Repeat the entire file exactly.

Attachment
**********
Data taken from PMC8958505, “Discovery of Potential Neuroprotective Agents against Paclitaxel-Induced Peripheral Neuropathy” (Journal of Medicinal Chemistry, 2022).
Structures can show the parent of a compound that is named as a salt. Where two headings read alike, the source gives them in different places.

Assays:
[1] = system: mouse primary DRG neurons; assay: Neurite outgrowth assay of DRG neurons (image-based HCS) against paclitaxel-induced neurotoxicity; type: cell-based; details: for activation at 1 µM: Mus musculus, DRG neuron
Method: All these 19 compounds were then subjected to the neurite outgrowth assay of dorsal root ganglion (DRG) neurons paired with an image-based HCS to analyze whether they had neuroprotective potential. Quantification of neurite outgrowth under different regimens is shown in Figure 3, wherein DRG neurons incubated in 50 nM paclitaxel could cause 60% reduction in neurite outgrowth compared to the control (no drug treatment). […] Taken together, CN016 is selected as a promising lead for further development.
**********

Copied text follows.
Data taken from PMC8958505, “Discovery of Potential Neuroprotective Agents against Paclitaxel-Induced Peripheral Neuropathy” (Journal of Medicinal Chemistry, 2022).
Structures can show the parent of a compound that is named as a salt. Where two headings read alike, the source gives them in different places.

Assays:
[1] = system: mouse primary DRG neurons; assay: Neurite outgrowth assay of DRG neurons (image-based HCS) against paclitaxel-induced neurotoxicity; type: cell-based; details: for activation at 1 µM: Mus musculus, DRG neuron
Method: All these 19 compounds were then subjected to the neurite outgrowth assay of dorsal root ganglion (DRG) neurons paired with an image-based HCS to analyze whether they had neuroprotective potential. Quantification of neurite outgrowth under different regimens is shown in Figure 3, wherein DRG neurons incubated in 50 nM paclitaxel could cause 60% reduction in neurite outgrowth compared to the control (no drug treatment). […] Taken together, CN016 is selected as a promising lead for further development.